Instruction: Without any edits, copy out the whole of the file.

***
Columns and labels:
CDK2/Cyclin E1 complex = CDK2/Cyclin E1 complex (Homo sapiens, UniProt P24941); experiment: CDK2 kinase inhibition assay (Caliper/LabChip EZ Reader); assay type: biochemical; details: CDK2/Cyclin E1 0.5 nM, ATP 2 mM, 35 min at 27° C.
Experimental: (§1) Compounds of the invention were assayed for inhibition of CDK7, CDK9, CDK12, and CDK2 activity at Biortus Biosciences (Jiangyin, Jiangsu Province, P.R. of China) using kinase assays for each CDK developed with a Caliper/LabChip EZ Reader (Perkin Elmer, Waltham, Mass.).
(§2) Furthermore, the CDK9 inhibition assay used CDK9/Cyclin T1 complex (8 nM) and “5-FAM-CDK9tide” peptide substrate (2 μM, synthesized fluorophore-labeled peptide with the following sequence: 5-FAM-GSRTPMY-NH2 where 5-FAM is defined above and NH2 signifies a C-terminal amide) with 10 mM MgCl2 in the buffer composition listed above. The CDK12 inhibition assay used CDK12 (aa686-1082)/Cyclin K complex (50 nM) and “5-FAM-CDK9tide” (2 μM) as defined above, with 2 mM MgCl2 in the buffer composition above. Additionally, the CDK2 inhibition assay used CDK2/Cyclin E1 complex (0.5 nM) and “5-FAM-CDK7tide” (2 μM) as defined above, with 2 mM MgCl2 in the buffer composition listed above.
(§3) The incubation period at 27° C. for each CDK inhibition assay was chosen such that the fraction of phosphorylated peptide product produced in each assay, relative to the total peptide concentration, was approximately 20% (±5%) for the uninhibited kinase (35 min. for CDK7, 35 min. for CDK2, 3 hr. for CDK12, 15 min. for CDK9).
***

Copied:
Columns and labels:
CDK2/Cyclin E1 complex = CDK2/Cyclin E1 complex (Homo sapiens, UniProt P24941); experiment: CDK2 kinase inhibition assay (Caliper/LabChip EZ Reader); assay type: biochemical; details: CDK2/Cyclin E1 0.5 nM, ATP 2 mM, 35 min at 27° C.
Experimental: (§1) Compounds of the invention were assayed for inhibition of CDK7, CDK9, CDK12, and CDK2 activity at Biortus Biosciences (Jiangyin, Jiangsu Province, P.R. of China) using kinase assays for each CDK developed with a Caliper/LabChip EZ Reader (Perkin Elmer, Waltham, Mass.).
(§2) Furthermore, the CDK9 inhibition assay used CDK9/Cyclin T1 complex (8 nM) and “5-FAM-CDK9tide” peptide substrate (2 μM, synthesized fluorophore-labeled peptide with the following sequence: 5-FAM-GSRTPMY-NH2 where 5-FAM is defined above and NH2 signifies a C-terminal amide) with 10 mM MgCl2 in the buffer composition listed above. The CDK12 inhibition assay used CDK12 (aa686-1082)/Cyclin K complex (50 nM) and “5-FAM-CDK9tide” (2 μM) as defined above, with 2 mM MgCl2 in the buffer composition above. Additionally, the CDK2 inhibition assay used CDK2/Cyclin E1 complex (0.5 nM) and “5-FAM-CDK7tide” (2 μM) as defined above, with 2 mM MgCl2 in the buffer composition listed above.
(§3) The incubation period at 27° C. for each CDK inhibition assay was chosen such that the fraction of phosphorylated peptide product produced in each assay, relative to the total peptide concentration, was approximately 20% (±5%) for the uninhibited kinase (35 min. for CDK7, 35 min. for CDK2, 3 hr. for CDK12, 15 min. for CDK9).